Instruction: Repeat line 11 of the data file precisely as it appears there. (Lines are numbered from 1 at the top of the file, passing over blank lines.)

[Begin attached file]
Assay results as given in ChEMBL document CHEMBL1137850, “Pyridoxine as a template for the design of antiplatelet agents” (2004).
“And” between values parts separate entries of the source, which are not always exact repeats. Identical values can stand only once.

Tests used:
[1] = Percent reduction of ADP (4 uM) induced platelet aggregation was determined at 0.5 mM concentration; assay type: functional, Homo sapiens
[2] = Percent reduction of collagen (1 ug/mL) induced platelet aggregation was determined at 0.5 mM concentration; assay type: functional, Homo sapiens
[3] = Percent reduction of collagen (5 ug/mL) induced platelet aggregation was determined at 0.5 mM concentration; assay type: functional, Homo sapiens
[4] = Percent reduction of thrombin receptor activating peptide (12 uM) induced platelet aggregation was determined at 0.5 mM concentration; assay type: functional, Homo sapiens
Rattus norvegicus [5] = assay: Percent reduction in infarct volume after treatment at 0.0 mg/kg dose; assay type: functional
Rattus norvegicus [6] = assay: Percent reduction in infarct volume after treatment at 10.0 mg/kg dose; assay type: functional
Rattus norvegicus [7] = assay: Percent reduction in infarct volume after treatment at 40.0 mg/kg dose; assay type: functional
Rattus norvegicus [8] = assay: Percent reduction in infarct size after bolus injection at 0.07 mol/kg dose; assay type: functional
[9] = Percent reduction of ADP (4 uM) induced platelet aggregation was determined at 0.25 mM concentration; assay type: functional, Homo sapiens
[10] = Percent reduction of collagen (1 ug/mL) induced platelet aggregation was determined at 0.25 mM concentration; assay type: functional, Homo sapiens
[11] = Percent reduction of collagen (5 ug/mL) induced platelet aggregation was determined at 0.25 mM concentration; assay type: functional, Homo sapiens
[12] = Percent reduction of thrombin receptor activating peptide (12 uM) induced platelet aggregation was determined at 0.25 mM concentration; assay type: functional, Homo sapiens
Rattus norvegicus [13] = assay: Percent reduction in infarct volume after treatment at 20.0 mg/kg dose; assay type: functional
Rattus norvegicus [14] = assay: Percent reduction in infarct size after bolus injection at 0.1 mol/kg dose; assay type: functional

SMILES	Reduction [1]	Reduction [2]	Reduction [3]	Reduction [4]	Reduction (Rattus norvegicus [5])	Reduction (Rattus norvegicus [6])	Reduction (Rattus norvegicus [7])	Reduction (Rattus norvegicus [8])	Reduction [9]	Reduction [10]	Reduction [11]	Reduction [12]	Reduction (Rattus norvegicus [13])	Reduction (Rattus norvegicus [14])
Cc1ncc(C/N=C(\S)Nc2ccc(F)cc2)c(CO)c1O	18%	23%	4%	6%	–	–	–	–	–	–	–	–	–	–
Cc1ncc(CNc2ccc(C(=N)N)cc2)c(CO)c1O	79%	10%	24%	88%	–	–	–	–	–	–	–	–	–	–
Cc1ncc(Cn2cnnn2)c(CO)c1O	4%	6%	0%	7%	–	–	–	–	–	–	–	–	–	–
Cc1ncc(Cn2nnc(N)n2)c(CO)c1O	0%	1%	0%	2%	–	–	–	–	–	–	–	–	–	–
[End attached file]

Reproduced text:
Rattus norvegicus [8] = assay: Percent reduction in infarct size after bolus injection at 0.07 mol/kg dose; assay type: functional